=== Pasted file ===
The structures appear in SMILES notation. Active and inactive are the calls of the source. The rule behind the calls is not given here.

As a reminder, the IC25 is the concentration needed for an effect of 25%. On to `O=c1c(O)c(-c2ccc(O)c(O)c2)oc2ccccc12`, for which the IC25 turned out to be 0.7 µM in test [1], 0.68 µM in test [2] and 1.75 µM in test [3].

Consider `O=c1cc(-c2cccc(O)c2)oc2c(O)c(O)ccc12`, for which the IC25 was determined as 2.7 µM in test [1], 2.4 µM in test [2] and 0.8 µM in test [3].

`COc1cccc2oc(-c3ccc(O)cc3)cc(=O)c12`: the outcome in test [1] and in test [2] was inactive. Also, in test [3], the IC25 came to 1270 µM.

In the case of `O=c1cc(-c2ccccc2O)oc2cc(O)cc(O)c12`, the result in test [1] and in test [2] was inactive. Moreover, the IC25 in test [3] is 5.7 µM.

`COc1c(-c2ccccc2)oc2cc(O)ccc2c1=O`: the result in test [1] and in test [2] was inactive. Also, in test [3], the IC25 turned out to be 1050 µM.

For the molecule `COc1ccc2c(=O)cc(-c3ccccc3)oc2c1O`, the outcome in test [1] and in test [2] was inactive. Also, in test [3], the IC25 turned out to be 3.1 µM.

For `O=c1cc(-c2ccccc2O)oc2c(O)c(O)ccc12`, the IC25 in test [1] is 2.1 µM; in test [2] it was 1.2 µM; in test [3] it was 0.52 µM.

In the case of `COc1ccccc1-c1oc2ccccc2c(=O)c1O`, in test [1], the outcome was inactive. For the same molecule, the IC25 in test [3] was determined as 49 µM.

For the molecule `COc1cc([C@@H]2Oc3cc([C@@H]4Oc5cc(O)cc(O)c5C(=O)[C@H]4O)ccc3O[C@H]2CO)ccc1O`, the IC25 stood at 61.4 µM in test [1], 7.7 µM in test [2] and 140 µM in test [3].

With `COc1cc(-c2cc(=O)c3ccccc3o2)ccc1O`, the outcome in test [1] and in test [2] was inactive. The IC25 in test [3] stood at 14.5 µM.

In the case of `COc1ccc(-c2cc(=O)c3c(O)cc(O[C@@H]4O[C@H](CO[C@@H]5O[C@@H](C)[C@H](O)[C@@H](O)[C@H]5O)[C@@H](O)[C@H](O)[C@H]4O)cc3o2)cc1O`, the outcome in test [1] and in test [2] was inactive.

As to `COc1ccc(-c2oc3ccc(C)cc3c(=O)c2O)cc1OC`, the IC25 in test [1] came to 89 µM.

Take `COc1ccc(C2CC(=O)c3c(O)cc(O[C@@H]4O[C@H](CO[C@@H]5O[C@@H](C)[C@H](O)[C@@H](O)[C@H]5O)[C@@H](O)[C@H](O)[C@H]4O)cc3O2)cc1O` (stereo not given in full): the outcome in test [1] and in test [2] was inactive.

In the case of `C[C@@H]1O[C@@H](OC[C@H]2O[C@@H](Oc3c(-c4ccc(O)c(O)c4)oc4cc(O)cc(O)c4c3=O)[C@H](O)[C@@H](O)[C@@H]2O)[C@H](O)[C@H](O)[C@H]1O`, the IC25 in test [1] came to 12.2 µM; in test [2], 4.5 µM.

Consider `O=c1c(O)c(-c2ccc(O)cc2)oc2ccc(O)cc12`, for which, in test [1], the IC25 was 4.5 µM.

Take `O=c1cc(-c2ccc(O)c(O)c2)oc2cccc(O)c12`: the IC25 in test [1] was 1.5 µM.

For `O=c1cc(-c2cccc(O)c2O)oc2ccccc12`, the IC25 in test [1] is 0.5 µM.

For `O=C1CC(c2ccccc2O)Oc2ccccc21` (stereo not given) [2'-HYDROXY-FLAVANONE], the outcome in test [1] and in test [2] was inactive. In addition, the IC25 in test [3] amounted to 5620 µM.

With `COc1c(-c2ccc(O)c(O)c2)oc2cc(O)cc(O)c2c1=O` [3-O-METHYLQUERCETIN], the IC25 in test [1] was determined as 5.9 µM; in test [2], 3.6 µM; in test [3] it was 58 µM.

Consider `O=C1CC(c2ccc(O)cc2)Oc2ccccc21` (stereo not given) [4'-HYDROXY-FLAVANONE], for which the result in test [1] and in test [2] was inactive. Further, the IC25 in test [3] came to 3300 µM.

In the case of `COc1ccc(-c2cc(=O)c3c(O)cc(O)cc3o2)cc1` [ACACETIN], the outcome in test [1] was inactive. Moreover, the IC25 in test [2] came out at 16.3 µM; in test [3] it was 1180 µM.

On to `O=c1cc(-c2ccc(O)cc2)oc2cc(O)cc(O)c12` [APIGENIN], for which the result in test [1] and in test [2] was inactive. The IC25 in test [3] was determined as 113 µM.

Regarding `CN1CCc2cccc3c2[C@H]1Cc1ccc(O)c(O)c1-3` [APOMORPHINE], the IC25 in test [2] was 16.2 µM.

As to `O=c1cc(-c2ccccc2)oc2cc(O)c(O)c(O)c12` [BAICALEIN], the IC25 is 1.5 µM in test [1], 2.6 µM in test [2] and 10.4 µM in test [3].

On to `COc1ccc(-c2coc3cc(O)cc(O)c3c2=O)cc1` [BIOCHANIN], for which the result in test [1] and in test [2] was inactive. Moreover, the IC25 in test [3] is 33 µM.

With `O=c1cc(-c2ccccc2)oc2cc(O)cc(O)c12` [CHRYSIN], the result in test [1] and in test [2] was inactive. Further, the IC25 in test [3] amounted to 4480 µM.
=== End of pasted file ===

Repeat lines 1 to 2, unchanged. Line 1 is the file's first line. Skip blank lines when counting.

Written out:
The structures appear in SMILES notation. Active and inactive are the calls of the source. The rule behind the calls is not given here.

As a reminder, the IC25 is the concentration needed for an effect of 25%. On to `O=c1c(O)c(-c2ccc(O)c(O)c2)oc2ccccc12`, for which the IC25 turned out to be 0.7 µM in test [1], 0.68 µM in test [2] and 1.75 µM in test [3].